Franklin County prosecutors on Wednesday announced 25 murder charges have been filed against Dr. William Husel, the former Mount Carmel intentisve care physician accused of ordering "excessive" doses of painkillers for patients who died shortly after receiving them.
Husel worked as an anesthesiologist and ICU doctor at Mount Carmel West from 2013 until his firing in December 2018. Mount Carmel says during that time, at least 34 patients were given higher-than-usual painkiller doses under his care.
Franklin County Prosecutor Ron O’Brien says doses of 500 micrograms of fentanyl were chosen as a threshold for murder charges because they “hastened” death of these patients. O'Brien says the doses were a violation of Ohio law that says people must be allowed to die naturally.
O'Brien did not consider nurses and pharmacists involved in the administering and dispensing of drugs to be co-conspirators. He says many of the nurses who worked alongside Husel were early in their career.
Husel surrendered to Columbus Police at 10:30 a.m. on Wednesday and pleaded not guilty during arraignment Wednesday afternoon. His bond was set at $1 million.
Husel and Mount Carmel have been named in at least 24 wrongful death lawsuits.
Responding to one lawsuit, Husel in a recent court filing denied intentionally ending a patient's life with a painkiller dose. Husel's lawyer argued the doctor is immune from lawsuits under state law.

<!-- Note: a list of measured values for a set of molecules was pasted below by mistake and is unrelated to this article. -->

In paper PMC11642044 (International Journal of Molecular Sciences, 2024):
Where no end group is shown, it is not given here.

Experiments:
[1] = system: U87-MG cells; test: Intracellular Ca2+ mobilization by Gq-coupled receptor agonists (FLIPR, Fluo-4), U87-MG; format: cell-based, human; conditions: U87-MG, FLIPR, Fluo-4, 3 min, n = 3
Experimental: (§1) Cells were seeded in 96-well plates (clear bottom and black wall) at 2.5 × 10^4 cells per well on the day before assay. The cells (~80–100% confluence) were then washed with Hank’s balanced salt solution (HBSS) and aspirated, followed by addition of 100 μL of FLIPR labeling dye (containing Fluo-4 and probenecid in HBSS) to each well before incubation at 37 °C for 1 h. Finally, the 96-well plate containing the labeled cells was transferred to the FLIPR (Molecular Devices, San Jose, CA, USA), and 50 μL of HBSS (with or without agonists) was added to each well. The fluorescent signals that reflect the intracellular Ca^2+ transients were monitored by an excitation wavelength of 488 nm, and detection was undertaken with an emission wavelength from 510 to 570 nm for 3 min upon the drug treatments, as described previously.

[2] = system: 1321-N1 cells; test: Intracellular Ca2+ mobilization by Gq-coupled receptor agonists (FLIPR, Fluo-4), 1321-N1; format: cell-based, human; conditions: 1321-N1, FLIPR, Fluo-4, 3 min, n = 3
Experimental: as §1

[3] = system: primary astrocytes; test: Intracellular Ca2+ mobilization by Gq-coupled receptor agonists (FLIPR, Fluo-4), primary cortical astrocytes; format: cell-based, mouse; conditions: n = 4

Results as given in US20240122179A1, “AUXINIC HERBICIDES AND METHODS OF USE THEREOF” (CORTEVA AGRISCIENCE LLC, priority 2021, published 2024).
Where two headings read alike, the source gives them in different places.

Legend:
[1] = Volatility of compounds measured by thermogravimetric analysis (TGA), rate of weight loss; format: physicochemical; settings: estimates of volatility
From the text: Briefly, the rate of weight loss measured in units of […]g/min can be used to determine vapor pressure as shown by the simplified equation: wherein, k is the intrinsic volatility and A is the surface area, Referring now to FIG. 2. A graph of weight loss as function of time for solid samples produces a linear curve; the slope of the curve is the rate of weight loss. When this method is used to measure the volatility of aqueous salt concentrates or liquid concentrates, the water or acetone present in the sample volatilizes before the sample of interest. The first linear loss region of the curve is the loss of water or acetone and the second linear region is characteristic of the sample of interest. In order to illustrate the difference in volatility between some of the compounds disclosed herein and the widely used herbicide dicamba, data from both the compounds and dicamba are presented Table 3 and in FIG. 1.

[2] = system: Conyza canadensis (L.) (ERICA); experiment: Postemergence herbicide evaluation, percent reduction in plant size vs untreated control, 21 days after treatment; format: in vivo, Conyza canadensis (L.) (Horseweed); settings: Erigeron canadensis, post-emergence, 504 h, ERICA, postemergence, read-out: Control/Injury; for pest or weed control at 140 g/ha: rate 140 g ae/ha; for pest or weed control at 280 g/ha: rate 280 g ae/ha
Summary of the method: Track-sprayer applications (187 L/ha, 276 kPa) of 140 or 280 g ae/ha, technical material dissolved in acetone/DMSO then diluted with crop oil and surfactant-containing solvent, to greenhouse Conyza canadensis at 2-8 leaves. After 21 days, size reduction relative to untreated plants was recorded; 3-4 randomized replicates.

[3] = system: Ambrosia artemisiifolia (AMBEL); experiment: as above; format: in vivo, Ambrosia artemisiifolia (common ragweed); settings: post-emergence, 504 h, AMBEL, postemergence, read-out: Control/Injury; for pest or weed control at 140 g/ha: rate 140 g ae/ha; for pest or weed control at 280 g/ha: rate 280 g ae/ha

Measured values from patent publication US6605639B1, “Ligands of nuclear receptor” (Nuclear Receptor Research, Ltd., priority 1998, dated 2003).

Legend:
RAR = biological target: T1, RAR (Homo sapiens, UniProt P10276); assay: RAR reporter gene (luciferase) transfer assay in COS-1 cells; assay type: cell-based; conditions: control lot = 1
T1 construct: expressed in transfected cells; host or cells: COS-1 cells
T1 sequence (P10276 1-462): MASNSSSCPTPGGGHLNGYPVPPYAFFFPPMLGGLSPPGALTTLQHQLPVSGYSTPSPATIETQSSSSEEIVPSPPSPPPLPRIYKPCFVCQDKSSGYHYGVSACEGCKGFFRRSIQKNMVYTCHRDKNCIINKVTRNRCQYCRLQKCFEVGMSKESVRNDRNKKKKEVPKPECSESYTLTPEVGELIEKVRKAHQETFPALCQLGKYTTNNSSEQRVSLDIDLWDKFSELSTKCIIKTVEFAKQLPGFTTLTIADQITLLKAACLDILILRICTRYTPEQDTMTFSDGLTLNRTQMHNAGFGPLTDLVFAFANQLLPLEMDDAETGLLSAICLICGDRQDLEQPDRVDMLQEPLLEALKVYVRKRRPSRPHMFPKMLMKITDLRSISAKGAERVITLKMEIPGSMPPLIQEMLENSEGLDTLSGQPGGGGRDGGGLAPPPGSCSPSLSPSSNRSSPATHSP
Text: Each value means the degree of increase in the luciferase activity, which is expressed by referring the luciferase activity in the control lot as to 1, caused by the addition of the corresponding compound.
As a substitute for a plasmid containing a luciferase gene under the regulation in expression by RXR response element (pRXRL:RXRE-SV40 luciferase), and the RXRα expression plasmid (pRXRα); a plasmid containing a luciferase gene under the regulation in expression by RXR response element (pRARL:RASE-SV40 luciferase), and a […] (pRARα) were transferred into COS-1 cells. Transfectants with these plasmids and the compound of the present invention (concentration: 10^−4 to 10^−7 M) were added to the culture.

Ed Lamb, president and CEO of the Mount Carmel Health System, said in an emailed statement on Wednesday morning that they will continue to cooperate with the investigation.
"We appreciate the County Prosecutor’s leadership and his ongoing commitment to justice in this case," Lamb said. "Following the discovery of the actions of Dr. Husel, we notified appropriate authorities, including law enforcement. We have shared information with them and will continue to fully cooperate throughout their investigation."
Lamb also said Mount Carmel is working to implement safeguards to ensure excessive doses are not given to patients in the future.
Originally, the hospital stated all patients were near-death and on life support, but later announced the conditions of five of those patients could have possibly improved.
In February, the Franklin County Prosecutor’s Office released a statement saying it was investigating 29 deaths connected to Husel.
The State Medical Board of Ohio is also investigating Husel.
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